4. Choice of Personal Representative

Without a Will, there may be a contest as to the appropriate personal representative of your estate. The personal representative (also known as executor) is the person with the responsibility to administer your estate. This is the person with the court-appointed power to gather up all of your assets, re-title them, and ultimately distribute them to your heirs. Without a Will designating that person, a person whom you do not trust or more than one person may petition to the court to be appointed. Battles over the appropriate personal representative can be both time-consuming and costly. By designating in your Will the identity of the personal representative, an estate can be opened up without a court hearing, usually the same day.

5. Taxes

A Will can reduce estate taxes for married couples. The Will itself provides no tax advantages over dying without a Will (intestate). However, the Will can be used to maximize the amount married couples can pass on without paying estate taxes. The use of a bypass trust allows both a husband and spouse to use their maximum allowable exemption. Each spouse is allowed to give up to the exemption amount tax-free. In Maryland, the exemption amount is 1 million dollars. So the husband can give away 1 million dollars and so can the wife. The problem is that there is no limit on how much a spouse can give to the other spouse without estate taxes – its unlimited. This then prompts spouses to give everything to each other. And by doing that, the first spouse has now lost their 1 million dollar giveaway. When the second spouse dies, he or she only has a million to give away tax-free. The married couple should be able to give away 2 million dollars to their loved ones without tax. A bypass trust written into the Will preserves the first-spouse-to-die’s 1 million dollar exemption by putting it into a trust.

 


What Happens To My Kids If I Become Incapacitated?

Monday, June 06, 2016

One of the overriding purposes driving people to create and establish an estate plan is to ensure their minor children are cared for and will continue to be provided for in case a tragedy befalls the family and one or both parents pass away.

Benefits of a Last Will and Testament

One of the great benefits of having a Last Will and Testament is the ability to appoint guardians for your minor children. However, your Will does not have any effect during your lifetime. It only becomes effective upon your death. What if the tragedy does not result in your death but merely incapacity or inability to provide for your minor children? (e.g., as a result of a car accident you are in a coma). Who is authorized to serve as guardian for your minor children and how can you ensure the right person is appointed? Several states including Maryland have developed a statutory mechanism that allows parents to plan for this very real tragedy and that mechanism is called a “standby guardian”.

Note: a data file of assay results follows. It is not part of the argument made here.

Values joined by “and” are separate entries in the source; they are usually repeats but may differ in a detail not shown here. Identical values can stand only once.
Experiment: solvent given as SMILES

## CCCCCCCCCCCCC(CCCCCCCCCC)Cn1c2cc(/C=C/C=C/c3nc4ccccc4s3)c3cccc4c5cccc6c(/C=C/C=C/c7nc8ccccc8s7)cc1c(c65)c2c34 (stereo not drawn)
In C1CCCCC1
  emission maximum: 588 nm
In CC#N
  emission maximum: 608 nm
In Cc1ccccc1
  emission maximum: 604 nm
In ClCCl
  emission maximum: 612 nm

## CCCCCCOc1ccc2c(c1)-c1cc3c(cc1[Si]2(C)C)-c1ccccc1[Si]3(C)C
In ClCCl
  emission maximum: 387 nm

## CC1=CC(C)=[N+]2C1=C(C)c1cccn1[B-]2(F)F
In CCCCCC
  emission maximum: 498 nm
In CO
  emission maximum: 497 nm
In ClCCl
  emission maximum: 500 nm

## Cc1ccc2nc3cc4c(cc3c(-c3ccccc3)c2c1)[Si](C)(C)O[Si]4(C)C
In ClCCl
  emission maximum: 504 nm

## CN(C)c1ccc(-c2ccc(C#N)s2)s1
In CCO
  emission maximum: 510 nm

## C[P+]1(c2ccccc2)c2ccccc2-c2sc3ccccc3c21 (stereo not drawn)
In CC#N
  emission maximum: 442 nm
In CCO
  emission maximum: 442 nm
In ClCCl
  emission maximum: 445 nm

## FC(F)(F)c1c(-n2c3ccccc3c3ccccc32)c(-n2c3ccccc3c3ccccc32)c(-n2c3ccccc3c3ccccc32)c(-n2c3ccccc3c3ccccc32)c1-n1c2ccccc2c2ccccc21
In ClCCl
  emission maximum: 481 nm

The Future Care of Your Children

A standby guardianship allows parents to plan for the future care of children without terminating their own parental rights. A standby guardianship is similar to the nomination of a guardian for minor children under your Last Will and Testament, except that the standby guardianship may become effective during your lifetime. A parent may be diagnosed with a life threatening disease or an accident may change the parent’s situation drastically in an instant. By designating a standby guardian, parents ensure that their children are cared for by an individual(s) of their choosing. The standby guardianship allows the guardian(s) to take action in advance of petitioning the court for a court ordered appointment as guardian of the minor child.

How The Process Works

In order to designate a standby guardian, the parent must only execute a written designation that is (1) signed in the presence of two witnesses and (2) signed by the designated standby guardian. The designated standby guardian is appointed when a “triggering event” occurs. The triggering event may be the incapacity, death or written consent for the guardianship to commence. Once the triggering event occurs, the standby guardian’s authority begins. Thereafter, the standby guardian must petition the court to appoint the standby guardian as guardian of the minor child within 180 days. Parents can revoke the standby guardianship at any time prior to the filing of the petition by any means that demonstrates an intent to revoke the designation.